We performed a systematic review of the literature to compare the clinical outcomes of the management of three and four part fractures of the proximal humerus by conservative regimes, internal and external fixations and arthroplasty. We identified 147 reports of comparative trials and case series between 1969 and 1999. We selected only studies dealing exclusively with three and four part fractures of the proximal humerus, with at least 15 patients, treated within 48 h of injury by one of the three modalities studied, in which at least one of the outcomes of interest (pain, range of motion, infection and restoration of anatomy) was described. Also, to be included, studies had to have a follow-up period of at least 6 months, in which a minimum of 85% of patients were followed-up. Twenty four reports met our eligibility criteria. Conservatively managed patients had more pain and a poorer range of motion than those managed by either fixation or arthroplasty. Better restoration of anatomy was delivered in the fixation group. There was no significant difference in the functional range of motion between the arthroplasty and fixation groups, but there were very few studies available to compare infection rates in these two management modalities. The results from the present systematic review suggest that the data from the published literature are inadequate for evidence-based decision making with regards to the treatment of complex proximal humeral fractures.

Complex proximal humeral fractures in adults--a systematic review of management.

MAFFULLI, Nicola
2001

Abstract

We performed a systematic review of the literature to compare the clinical outcomes of the management of three and four part fractures of the proximal humerus by conservative regimes, internal and external fixations and arthroplasty. We identified 147 reports of comparative trials and case series between 1969 and 1999. We selected only studies dealing exclusively with three and four part fractures of the proximal humerus, with at least 15 patients, treated within 48 h of injury by one of the three modalities studied, in which at least one of the outcomes of interest (pain, range of motion, infection and restoration of anatomy) was described. Also, to be included, studies had to have a follow-up period of at least 6 months, in which a minimum of 85% of patients were followed-up. Twenty four reports met our eligibility criteria. Conservatively managed patients had more pain and a poorer range of motion than those managed by either fixation or arthroplasty. Better restoration of anatomy was delivered in the fixation group. There was no significant difference in the functional range of motion between the arthroplasty and fixation groups, but there were very few studies available to compare infection rates in these two management modalities. The results from the present systematic review suggest that the data from the published literature are inadequate for evidence-based decision making with regards to the treatment of complex proximal humeral fractures.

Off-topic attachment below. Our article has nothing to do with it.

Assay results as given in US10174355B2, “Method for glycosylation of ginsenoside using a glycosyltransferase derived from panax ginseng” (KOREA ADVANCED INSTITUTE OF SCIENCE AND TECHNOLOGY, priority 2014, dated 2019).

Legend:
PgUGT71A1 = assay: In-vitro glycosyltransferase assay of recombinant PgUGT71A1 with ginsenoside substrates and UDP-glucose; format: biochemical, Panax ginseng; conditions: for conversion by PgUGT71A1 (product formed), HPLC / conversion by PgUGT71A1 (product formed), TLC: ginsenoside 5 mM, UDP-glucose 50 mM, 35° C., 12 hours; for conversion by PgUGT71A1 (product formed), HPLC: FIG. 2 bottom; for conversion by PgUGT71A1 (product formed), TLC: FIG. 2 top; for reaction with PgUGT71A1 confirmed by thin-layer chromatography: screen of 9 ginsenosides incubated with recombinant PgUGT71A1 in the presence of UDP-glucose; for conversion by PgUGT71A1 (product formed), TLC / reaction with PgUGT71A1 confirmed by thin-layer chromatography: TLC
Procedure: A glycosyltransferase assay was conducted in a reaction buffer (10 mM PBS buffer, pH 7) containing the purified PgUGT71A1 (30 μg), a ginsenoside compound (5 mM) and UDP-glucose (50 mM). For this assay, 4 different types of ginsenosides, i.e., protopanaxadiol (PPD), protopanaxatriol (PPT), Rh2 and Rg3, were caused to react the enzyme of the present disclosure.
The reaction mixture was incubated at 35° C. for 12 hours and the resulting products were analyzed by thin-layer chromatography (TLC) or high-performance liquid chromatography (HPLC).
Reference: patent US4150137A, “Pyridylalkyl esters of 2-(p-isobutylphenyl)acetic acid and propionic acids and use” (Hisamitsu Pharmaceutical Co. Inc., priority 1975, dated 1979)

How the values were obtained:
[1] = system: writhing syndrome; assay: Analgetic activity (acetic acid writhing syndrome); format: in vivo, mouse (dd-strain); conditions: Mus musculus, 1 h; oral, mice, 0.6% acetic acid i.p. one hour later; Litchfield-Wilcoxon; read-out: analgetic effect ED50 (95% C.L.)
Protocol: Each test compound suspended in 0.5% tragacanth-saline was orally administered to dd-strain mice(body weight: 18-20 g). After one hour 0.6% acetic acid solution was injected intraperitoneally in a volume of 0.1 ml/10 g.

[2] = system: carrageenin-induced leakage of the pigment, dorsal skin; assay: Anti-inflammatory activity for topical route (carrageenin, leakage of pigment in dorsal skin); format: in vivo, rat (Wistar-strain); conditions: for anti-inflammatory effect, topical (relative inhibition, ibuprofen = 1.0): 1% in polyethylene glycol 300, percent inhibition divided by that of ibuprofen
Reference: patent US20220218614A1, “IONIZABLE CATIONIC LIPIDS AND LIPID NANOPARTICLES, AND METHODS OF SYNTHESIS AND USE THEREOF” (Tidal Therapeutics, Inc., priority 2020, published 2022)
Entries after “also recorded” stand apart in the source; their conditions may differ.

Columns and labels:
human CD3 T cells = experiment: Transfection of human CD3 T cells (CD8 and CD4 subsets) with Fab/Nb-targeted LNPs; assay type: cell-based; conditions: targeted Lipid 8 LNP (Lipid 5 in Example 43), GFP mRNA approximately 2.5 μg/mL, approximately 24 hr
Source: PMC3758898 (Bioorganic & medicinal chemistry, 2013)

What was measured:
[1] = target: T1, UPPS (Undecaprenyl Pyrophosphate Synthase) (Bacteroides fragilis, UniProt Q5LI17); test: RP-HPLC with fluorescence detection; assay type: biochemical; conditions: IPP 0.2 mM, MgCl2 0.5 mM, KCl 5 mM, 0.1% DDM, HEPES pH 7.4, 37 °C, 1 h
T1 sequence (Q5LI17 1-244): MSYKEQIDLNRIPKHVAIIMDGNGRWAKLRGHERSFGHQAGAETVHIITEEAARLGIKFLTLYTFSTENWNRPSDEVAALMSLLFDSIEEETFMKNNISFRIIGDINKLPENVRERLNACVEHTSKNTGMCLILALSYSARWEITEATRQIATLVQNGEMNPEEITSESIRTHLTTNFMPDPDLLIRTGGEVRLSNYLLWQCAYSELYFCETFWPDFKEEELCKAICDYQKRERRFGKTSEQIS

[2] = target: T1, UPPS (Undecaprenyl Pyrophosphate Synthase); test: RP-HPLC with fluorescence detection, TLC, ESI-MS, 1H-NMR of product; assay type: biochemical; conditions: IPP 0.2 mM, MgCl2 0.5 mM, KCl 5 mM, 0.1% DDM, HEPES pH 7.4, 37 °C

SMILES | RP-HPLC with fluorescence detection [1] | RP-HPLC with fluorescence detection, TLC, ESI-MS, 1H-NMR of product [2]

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Utilizza questo identificativo per citare o creare un link a questo documento: http://hdl.handle.net/11386/4329053
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